About 94 percent of Zimbabwe's rural schools - where most children are educated - failed to open this year, the UN Children's Fund said on 10 February 2009.
The education system, once viewed as the finest in sub-Saharan Africa, has become a casualty of the country's economic collapse and political infighting.
Tsitsi Singizi, UNICEF's spokesman in Zimbabwe, told IRIN the priority of the new unity government should be to salvage the education system. "The infrastructure for education is still there, but it needs to be brought back from the brink," she urged.
The leader of the opposition Movement for Democratic Change (MDC), Morgan Tsvangirai, is expected to be inaugurated as prime minister on 11 February and the a unity government, agreed by ZANU-PF and the MDC on 15 September 2008, is expected to begin its work of reconstructing Zimbabwe.
"Children in rural areas already live on the margins, many are orphaned, a huge number depend on food aid, they struggle on numerous fronts," UNICEF's Representative in Zimbabwe, Roeland Monasch, said in a statement. "Now these children are being denied the only basic right that can better their prospects. It is unacceptable."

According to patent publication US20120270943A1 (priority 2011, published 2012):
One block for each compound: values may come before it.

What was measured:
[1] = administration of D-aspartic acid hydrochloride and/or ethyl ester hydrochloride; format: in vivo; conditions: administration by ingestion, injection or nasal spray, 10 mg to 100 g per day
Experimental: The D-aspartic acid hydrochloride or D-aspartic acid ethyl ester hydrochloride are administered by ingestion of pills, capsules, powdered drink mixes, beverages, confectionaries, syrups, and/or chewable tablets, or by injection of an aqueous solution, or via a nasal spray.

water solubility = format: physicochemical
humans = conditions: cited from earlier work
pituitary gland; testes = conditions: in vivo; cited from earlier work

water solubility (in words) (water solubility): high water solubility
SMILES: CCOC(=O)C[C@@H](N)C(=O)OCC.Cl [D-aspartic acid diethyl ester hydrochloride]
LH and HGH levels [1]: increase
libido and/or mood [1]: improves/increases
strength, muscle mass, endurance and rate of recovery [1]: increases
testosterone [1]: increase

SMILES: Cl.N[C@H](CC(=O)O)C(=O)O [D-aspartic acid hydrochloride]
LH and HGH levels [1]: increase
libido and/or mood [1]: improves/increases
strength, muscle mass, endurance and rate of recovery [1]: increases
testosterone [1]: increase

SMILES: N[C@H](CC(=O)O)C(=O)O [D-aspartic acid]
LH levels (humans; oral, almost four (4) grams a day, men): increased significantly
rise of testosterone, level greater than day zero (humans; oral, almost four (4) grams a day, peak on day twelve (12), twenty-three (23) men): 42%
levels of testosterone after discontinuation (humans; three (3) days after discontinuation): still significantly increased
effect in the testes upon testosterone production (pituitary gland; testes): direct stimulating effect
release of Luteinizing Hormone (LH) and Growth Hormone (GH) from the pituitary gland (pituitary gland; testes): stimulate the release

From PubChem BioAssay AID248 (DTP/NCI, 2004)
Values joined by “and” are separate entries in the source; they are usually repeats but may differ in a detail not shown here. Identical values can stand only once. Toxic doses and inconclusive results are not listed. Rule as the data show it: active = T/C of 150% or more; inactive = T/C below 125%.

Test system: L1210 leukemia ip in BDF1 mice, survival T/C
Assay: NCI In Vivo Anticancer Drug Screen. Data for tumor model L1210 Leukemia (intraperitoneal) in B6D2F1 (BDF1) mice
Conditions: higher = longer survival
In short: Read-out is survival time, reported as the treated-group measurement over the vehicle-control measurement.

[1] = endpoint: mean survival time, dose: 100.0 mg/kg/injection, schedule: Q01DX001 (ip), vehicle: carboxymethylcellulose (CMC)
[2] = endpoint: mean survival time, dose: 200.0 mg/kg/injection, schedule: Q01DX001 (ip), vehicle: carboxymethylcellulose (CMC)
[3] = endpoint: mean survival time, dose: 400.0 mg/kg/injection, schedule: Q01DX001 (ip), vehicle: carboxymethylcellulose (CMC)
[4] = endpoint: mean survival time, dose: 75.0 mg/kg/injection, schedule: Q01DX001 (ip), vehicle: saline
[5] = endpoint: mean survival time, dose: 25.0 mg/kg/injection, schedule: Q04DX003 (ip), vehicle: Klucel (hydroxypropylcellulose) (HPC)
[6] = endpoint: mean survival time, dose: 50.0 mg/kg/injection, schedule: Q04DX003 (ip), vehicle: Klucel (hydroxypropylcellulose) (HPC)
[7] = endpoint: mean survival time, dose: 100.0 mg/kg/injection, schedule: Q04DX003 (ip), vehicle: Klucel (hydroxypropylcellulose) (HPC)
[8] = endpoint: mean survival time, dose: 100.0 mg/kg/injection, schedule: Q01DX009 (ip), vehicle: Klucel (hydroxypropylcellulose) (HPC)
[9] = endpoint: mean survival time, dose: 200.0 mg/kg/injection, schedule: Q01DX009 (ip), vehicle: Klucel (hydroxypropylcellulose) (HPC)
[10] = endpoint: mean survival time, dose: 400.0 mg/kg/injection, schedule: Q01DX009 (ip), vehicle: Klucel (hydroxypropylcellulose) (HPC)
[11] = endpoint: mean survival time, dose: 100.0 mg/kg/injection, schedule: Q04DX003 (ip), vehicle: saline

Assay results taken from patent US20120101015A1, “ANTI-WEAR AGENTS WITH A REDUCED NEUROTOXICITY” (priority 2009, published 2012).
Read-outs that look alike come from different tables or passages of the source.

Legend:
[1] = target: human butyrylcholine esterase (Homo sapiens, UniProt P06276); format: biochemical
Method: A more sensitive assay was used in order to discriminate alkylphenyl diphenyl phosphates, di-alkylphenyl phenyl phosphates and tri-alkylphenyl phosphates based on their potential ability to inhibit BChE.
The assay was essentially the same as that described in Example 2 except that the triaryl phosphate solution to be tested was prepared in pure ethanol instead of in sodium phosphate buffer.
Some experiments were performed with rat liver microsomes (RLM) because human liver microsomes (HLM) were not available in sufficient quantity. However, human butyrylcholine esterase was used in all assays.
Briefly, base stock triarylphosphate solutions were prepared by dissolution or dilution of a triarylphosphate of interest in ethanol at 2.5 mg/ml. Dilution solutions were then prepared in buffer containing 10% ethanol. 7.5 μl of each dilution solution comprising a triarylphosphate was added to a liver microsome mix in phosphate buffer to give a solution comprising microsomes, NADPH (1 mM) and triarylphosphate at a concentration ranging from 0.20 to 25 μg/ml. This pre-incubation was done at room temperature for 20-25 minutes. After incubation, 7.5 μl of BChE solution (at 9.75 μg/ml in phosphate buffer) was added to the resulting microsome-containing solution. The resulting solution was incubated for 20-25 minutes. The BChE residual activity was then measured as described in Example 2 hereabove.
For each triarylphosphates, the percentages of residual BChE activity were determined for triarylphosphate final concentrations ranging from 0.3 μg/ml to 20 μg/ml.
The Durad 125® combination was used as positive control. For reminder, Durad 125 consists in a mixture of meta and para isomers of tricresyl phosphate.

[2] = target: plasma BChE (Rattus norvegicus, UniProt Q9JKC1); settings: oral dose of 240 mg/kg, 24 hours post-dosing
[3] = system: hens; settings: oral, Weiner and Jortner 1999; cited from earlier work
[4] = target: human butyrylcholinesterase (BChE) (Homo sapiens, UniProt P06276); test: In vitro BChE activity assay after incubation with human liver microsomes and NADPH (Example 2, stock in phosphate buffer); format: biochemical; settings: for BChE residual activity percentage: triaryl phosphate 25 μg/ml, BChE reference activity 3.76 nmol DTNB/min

|Children in rural areas already live on the margins, many are orphaned, a huge number depend on food aid, they struggle on numerous fronts|
Widespread disruption of schools began in the aftermath of the March 2008 elections and continued beyond a presidential run-off poll in June, which was not recognized internationally because of the state-sponsored political violence.
After the elections, many teachers failed to return to their posts as a consequence of salaries made worthless by hyperinflation and a fear of continued political violence.
In 2008, school attendance rates dropped from 80 percent to 20 percent, UNICEF said, and the few schools that opened in 2009 are charging fees in foreign currency, making them unaffordable to most citizens.
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